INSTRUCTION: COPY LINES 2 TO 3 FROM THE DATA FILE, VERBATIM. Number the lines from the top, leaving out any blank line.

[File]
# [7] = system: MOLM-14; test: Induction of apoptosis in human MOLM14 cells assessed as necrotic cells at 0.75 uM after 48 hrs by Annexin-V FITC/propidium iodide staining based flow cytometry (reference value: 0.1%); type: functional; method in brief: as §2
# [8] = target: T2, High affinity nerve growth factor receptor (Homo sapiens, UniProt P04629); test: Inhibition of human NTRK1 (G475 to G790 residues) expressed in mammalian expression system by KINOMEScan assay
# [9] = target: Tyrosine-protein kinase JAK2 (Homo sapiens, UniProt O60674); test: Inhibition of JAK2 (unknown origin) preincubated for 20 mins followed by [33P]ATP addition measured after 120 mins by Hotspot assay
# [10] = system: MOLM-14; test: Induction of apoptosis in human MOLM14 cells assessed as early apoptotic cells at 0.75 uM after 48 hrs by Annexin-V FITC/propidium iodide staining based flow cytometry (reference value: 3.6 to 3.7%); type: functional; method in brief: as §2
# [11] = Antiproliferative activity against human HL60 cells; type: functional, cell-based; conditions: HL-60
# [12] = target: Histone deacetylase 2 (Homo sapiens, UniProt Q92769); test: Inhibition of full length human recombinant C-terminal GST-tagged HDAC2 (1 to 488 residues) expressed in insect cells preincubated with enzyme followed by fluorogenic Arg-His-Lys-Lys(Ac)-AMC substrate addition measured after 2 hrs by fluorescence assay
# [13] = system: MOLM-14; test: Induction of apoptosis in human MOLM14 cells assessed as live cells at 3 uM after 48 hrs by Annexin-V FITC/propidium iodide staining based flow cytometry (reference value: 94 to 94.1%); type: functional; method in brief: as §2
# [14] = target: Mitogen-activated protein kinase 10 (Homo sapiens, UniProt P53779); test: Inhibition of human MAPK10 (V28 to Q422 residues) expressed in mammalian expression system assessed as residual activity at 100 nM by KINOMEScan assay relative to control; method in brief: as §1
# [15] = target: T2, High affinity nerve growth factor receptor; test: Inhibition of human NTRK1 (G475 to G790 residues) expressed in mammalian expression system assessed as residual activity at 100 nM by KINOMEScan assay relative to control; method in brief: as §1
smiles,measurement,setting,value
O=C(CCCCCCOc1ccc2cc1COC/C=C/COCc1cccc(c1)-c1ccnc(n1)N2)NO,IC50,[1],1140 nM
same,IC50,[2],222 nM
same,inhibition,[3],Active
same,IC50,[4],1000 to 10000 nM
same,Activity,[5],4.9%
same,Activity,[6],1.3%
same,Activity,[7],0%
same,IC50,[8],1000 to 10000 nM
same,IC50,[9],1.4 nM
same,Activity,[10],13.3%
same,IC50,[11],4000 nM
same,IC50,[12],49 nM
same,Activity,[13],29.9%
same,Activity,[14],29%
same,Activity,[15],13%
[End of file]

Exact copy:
# [8] = target: T2, High affinity nerve growth factor receptor (Homo sapiens, UniProt P04629); test: Inhibition of human NTRK1 (G475 to G790 residues) expressed in mammalian expression system by KINOMEScan assay
# [9] = target: Tyrosine-protein kinase JAK2 (Homo sapiens, UniProt O60674); test: Inhibition of JAK2 (unknown origin) preincubated for 20 mins followed by [33P]ATP addition measured after 120 mins by Hotspot assay